With multiple fatal overdoses in the past three months in Grey Bruce, the health unit has issued a caution when using all drugs.
“Overdose is a medical emergency, so if someone overdoses, it is important to call 911,” said Ian Reich, Harm Reduction Manager for the Grey Bruce Health Unit in a June 18 news release.
“Unfortunately, we recognize fewer people are calling 911 as a result of an overdose. We urge everyone to please call 911 if you or someone you see is potentially suffering for ANY medical emergency.”
The news release said drug overdose risk can be reduced by not using alone, not using at the same time so someone can call for help if needed, having naloxone on hand, starting with a small amount, and understanding that overdose is a medical emergency.
The Health Unit said using alone is unavoidable, people can call a toll free Overdose Prevention Line at 1-888-853-8542 and give their name and address to an operators who stays on the line with the user.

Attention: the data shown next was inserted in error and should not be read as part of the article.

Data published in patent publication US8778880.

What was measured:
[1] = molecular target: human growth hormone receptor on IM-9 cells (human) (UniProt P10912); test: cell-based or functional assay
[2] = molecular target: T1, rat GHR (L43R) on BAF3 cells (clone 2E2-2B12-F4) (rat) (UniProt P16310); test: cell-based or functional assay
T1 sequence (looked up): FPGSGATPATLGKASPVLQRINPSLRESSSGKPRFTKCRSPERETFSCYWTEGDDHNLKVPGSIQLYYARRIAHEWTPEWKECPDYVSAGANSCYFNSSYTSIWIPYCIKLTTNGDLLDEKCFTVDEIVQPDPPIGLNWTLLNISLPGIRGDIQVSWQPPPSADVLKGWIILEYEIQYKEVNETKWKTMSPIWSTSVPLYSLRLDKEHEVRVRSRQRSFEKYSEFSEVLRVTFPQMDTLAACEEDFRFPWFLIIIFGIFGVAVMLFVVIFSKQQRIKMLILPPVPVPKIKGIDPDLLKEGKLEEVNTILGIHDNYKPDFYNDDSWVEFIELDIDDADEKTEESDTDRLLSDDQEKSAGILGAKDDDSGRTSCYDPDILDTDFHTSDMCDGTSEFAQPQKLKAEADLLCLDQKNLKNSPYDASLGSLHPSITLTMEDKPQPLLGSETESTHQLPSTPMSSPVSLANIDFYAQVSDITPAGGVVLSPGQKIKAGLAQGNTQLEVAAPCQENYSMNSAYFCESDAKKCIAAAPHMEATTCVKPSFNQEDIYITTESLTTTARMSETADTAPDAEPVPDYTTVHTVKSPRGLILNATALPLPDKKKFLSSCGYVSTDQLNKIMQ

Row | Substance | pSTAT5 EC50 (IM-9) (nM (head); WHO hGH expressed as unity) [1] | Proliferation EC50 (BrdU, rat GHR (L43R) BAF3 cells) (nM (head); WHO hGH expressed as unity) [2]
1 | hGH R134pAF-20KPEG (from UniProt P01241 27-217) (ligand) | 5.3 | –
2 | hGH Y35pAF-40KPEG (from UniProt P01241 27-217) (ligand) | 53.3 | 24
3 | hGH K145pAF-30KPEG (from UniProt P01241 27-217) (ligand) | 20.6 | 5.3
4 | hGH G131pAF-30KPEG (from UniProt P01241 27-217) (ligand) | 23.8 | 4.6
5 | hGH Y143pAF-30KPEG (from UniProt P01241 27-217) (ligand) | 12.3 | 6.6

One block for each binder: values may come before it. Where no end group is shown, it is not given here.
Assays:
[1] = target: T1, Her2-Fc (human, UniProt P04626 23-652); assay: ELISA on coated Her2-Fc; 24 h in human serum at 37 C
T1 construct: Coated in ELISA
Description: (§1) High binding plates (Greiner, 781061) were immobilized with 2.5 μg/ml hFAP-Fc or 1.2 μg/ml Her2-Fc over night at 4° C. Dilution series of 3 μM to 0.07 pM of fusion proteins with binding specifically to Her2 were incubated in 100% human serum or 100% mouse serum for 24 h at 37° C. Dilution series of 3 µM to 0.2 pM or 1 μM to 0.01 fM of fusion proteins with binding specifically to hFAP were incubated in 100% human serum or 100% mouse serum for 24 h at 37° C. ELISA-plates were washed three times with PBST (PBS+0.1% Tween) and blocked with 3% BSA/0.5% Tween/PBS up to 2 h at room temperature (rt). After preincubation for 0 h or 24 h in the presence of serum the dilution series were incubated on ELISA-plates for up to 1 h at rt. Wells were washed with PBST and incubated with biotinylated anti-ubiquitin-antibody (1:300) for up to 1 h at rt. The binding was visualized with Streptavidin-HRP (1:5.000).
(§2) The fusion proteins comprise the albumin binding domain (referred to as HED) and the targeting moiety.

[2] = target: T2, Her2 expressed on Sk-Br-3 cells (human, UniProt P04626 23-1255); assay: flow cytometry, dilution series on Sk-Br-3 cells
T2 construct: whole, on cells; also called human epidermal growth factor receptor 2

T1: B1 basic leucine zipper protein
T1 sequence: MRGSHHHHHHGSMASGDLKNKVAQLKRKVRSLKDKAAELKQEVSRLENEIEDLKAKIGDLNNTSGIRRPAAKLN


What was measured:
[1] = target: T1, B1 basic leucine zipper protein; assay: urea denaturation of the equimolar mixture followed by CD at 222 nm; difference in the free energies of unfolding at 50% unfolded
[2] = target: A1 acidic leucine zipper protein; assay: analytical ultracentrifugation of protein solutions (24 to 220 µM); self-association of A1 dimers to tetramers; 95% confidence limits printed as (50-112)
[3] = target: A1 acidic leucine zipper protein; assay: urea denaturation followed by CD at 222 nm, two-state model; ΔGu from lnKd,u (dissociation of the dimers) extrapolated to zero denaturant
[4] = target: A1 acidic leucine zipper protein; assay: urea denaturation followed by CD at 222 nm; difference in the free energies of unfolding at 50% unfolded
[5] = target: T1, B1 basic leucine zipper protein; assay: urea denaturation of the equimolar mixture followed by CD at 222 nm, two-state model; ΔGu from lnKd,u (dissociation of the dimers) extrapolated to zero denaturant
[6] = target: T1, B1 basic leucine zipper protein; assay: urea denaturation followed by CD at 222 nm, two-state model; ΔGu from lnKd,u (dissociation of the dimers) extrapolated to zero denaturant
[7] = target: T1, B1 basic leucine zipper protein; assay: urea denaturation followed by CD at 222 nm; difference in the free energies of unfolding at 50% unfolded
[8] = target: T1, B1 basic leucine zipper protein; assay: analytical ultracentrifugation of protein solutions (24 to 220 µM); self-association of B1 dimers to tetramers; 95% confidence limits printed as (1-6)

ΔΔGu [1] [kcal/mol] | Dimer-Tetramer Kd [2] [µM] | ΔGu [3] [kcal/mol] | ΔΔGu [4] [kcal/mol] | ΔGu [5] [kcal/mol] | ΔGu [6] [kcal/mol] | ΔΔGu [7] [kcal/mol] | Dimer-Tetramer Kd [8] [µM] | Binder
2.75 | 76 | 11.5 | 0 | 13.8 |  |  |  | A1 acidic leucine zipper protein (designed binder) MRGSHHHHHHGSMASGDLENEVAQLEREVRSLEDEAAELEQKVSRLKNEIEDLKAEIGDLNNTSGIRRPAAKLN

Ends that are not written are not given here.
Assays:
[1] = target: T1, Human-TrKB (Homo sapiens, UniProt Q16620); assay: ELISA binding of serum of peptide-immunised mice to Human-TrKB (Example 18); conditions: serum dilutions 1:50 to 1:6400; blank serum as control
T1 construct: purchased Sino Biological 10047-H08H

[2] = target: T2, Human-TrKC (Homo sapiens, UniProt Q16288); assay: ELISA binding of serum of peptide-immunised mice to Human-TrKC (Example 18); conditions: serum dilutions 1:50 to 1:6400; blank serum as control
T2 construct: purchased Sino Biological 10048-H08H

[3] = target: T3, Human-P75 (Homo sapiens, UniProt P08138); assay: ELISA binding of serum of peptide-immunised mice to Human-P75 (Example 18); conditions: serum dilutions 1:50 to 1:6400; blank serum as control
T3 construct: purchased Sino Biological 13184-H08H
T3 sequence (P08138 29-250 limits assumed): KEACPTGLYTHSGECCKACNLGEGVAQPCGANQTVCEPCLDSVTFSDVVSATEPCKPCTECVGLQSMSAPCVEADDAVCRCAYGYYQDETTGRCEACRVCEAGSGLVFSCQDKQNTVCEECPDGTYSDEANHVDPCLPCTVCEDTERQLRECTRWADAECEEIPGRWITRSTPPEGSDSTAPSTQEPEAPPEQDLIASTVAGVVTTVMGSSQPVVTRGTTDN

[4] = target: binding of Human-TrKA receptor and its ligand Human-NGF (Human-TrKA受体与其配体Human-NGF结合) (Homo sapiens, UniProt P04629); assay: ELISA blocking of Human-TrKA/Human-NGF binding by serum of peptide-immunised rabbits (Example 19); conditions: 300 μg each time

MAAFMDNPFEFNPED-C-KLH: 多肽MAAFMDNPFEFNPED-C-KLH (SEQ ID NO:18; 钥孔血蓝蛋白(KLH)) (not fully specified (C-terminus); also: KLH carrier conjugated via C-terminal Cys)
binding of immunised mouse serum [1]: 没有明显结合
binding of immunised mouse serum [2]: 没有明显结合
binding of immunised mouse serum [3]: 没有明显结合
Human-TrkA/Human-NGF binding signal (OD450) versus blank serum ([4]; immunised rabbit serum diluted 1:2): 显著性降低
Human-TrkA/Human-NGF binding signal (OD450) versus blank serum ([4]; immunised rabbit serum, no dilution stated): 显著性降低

“If you are unable to respond to them afterwards, they will place a 911 call to dispatch emergency responders to the location you provided,” the news release said.
For those worried about legal implications of calling 911 about drug overdoses, The Good Samaritan Drug Overdose Act is part of the Government’s comprehensive approach to addressing the opioid crisis.
It provides legal protection for people who experience or witness an overdose and call 911 or other emergency numbers for help.
People who use drugs and their friends and family are also encouraged to access naloxone and opioid overdose training.
Naloxone works to temporarily reverse an opioid overdose caused by drugs such as fentanyl, heroin, oxycodone or morphine.
Be prepared and pick up a free naloxone kit. Naloxone is available at the Grey Bruce Health Unit, no appointment necessary, Monday to Friday, 8:30 a.m. – 4:00 p.m. It is also available from some local pharmacies. Find out more at www.ontario.ca/Overdose
To report toxic or dangerous drugs or drug reactions, call 211.